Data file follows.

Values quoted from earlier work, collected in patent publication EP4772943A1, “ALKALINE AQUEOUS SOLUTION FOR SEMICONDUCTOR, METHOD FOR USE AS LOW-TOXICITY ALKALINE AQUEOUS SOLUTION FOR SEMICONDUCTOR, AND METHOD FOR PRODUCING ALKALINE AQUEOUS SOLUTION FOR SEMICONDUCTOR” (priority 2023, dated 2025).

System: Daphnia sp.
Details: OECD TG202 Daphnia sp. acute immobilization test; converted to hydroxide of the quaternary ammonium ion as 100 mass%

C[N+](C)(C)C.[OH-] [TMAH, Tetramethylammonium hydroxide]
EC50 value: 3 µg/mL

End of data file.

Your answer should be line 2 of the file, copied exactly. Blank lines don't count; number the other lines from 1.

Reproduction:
System: Daphnia sp.